The quran is in arabic an international language still very well alive, whereas the Language the author said sancrit is almost dead. and she misunderstood the language of Jesus who spoke Aramic which is dead now, and bible is written by some unrelated persons in unrelated language to Jesus and so, it is translated into many language. My point here is Qur an as brother Rushdi explained is in original form and very rich in knowledge and it is very difficult to translate into a single format. My question, as for all of us, the author, so called Nazeeya, me is that the english is our second language we learnt that language, so why do the concerned people learn the language of Arabic, it is still very much alive in today’s world and understand the quran in its original form and it is spoken in more than one third of the world. I request the author to explain the truth behind her article citing the Jummah sermons are totally irrelevant. Have you been to a Jummah I hope you not, By the way Jummahs are broad casted in SLBC at 1.00 pm every Friday Listen to them. you are free to point out any irrelevance after that.

  • jiva

    You dont seem to understand the structure of each religion and seem to analyze it using the same barometer which doenst do any justice.

    The “priest” in Hindu and Buddhist religions have a diferent function altogether that those of Abrahamic religions( Christianty, Islam) and shouldnt be confused.

    The role of the priest in Christianity is to:
    Convene with God – mass
    Conduct ritual functions( weddings etc)
    Pastoral care( counselling included)

    When we say priest in Tamil Hinduism we mean an Iyer or poojari

    The role of the “priest”/poojari/Iyer is to

    Convene with God( poojas etc)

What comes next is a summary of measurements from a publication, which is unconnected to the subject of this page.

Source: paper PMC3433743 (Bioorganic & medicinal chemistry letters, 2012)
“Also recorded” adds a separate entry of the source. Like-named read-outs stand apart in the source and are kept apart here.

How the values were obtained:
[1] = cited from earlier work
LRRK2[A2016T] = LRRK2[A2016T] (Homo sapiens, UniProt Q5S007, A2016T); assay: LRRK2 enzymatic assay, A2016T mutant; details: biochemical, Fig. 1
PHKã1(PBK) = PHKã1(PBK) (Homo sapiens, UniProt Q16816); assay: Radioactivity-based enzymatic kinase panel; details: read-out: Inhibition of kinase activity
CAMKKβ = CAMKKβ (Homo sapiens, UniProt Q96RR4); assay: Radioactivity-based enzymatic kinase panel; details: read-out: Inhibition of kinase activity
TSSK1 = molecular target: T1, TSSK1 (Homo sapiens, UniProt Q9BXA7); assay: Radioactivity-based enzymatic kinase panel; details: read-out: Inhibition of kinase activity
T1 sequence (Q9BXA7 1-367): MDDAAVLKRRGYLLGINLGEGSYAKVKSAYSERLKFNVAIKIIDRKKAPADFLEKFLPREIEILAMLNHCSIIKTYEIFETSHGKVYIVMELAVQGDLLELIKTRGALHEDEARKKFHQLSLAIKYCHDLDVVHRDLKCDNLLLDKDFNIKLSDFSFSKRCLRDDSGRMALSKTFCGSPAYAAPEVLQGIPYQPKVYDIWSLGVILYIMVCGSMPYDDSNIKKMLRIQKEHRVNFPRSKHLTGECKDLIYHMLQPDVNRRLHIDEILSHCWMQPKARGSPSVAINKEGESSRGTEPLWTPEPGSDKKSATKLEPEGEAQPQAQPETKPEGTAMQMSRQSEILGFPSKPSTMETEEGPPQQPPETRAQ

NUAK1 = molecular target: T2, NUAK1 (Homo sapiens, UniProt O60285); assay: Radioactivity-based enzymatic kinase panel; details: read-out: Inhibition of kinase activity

Conduct ritual functions ( weddings etc)

    He does not preach or provide pastoral care. This function is decentralised and done by diffrent persons of the of the religion.
    Pastoral care – Swamis, Gurus, Brahmacharis etc – eg – Ramakrishna mission, trained counsellors from Sai Samitis, Bramacharis from Chinmayannada mission, Ammachi, Rishi Thondunathan from Saiva Sidhhanta Mission etc
    Preaching – the above shall also preach in the form of satsangs(am) . But other traditionally appointed people shall also preach eg – LATE Thangamma Appakutty, Achrayas like VAsudevacharya who teaches Bhagavat Gita class. This ca take the form of Katha Prasangam
    They teach/preach in their native toungue and in Sri Lankas case it is in Tamil

    The problem arises when we take on a Enlish word like “priest” with its historical meaning embedded in Christianity and then assume the same role for other religions

    In Tamil we call a Hindu priest an Iyer not a podhahar/ paadhiri
    Podhahar( preacher) Paadhiri( from Italian Padre’) has been appropriated by Tamil Christians to exactly define the function of Christian priest in Tamil. they dont call him a Iyer.
    There fore we should use an appropriate word in English to denote Hindu/Buddhist ‘priests’ than use the Anrahamic religions as a yardstick.
    EG- The Buddhist “priest” doesnt conduct marriages because he is a renunciate. S.o he is not a priest in the Christian sense

    When we hear “bana’ in Pali or mantrams in Sanskrit we are not there for the exact meaning. The repetion and the concentratin on the sound acts as a form of sound meditation. Anyhow when the priest is reciting his mantras at the sanctum one says his own prayers in Tamil( Tevaram)
    The temple pooja is not the same as a Christian service where the preacher talks at the congregation- therefore speaking in Latin will be pointless. The worship pattern in Agamic Hindu temples is not congregational. It is more inividualised. One can come and go as one pleases and say ones own pryayers in private. tbere is no group singing

    So I dont see what is the fuss about Bana in Pali or Mantras in Sanskrit.

  • Jayantha

    I agree with Suriya.. I think nazeeya faarooq meant tamil language as opposed to arabic. sermons are not given in arabic in Sri Lanka but in tamil… this is the side effect of the internet.. too much “bullshit” gets heard.. there is a lack of quality in the publications. nevertheless, these pseudo intellectuals are lucky that there is a medium for them to dump their junk on… back in my day there was a process of quality control.. anyway, before i get branded as being old fashioned, let me end by saying,
    nice try Mahesan Niranjan, but next time please try to write something that is relevant and please get your facts right…